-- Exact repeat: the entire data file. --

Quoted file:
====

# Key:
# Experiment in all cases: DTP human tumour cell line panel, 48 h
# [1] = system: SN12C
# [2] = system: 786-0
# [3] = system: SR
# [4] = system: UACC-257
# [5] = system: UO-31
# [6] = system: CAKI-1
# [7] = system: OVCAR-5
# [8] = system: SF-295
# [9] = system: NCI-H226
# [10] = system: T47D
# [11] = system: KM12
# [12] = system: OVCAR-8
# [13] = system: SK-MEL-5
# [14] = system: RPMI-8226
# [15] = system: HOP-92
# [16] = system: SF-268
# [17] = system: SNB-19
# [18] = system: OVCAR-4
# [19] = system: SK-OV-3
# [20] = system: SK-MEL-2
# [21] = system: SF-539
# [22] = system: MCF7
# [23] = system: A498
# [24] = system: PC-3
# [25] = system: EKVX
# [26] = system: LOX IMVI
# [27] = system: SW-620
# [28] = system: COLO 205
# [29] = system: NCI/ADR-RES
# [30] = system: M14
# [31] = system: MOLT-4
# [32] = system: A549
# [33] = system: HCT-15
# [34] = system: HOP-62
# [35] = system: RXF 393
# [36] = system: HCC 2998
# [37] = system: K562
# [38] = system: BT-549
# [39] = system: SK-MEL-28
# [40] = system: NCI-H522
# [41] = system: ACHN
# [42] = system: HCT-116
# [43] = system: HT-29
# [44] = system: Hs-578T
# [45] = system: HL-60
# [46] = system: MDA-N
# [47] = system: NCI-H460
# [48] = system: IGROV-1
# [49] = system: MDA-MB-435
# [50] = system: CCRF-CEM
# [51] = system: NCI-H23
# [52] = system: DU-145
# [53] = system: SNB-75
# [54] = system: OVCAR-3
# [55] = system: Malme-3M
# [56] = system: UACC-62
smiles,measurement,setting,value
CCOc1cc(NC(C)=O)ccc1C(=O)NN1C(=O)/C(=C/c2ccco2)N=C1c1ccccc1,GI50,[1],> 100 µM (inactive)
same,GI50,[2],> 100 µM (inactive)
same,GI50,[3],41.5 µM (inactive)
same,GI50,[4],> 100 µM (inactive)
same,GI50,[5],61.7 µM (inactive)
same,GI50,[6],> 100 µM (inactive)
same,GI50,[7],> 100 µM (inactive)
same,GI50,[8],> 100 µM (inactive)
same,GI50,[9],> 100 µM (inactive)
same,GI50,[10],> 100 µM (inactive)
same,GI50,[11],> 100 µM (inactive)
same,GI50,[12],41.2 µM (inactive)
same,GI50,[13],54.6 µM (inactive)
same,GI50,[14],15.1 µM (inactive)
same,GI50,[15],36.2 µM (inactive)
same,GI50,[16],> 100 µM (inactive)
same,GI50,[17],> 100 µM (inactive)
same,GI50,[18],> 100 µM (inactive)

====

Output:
# Key:
# Experiment in all cases: DTP human tumour cell line panel, 48 h
# [1] = system: SN12C
# [2] = system: 786-0
# [3] = system: SR
# [4] = system: UACC-257
# [5] = system: UO-31
# [6] = system: CAKI-1
# [7] = system: OVCAR-5
# [8] = system: SF-295
# [9] = system: NCI-H226
# [10] = system: T47D
# [11] = system: KM12
# [12] = system: OVCAR-8
# [13] = system: SK-MEL-5
# [14] = system: RPMI-8226
# [15] = system: HOP-92
# [16] = system: SF-268
# [17] = system: SNB-19
# [18] = system: OVCAR-4
# [19] = system: SK-OV-3
# [20] = system: SK-MEL-2
# [21] = system: SF-539
# [22] = system: MCF7
# [23] = system: A498
# [24] = system: PC-3
# [25] = system: EKVX
# [26] = system: LOX IMVI
# [27] = system: SW-620
# [28] = system: COLO 205
# [29] = system: NCI/ADR-RES
# [30] = system: M14
# [31] = system: MOLT-4
# [32] = system: A549
# [33] = system: HCT-15
# [34] = system: HOP-62
# [35] = system: RXF 393
# [36] = system: HCC 2998
# [37] = system: K562
# [38] = system: BT-549
# [39] = system: SK-MEL-28
# [40] = system: NCI-H522
# [41] = system: ACHN
# [42] = system: HCT-116
# [43] = system: HT-29
# [44] = system: Hs-578T
# [45] = system: HL-60
# [46] = system: MDA-N
# [47] = system: NCI-H460
# [48] = system: IGROV-1
# [49] = system: MDA-MB-435
# [50] = system: CCRF-CEM
# [51] = system: NCI-H23
# [52] = system: DU-145
# [53] = system: SNB-75
# [54] = system: OVCAR-3
# [55] = system: Malme-3M
# [56] = system: UACC-62
smiles,measurement,setting,value
CCOc1cc(NC(C)=O)ccc1C(=O)NN1C(=O)/C(=C/c2ccco2)N=C1c1ccccc1,GI50,[1],> 100 µM (inactive)
same,GI50,[2],> 100 µM (inactive)
same,GI50,[3],41.5 µM (inactive)
same,GI50,[4],> 100 µM (inactive)
same,GI50,[5],61.7 µM (inactive)
same,GI50,[6],> 100 µM (inactive)
same,GI50,[7],> 100 µM (inactive)
same,GI50,[8],> 100 µM (inactive)
same,GI50,[9],> 100 µM (inactive)
same,GI50,[10],> 100 µM (inactive)
same,GI50,[11],> 100 µM (inactive)
same,GI50,[12],41.2 µM (inactive)
same,GI50,[13],54.6 µM (inactive)
same,GI50,[14],15.1 µM (inactive)
same,GI50,[15],36.2 µM (inactive)
same,GI50,[16],> 100 µM (inactive)
same,GI50,[17],> 100 µM (inactive)
same,GI50,[18],> 100 µM (inactive)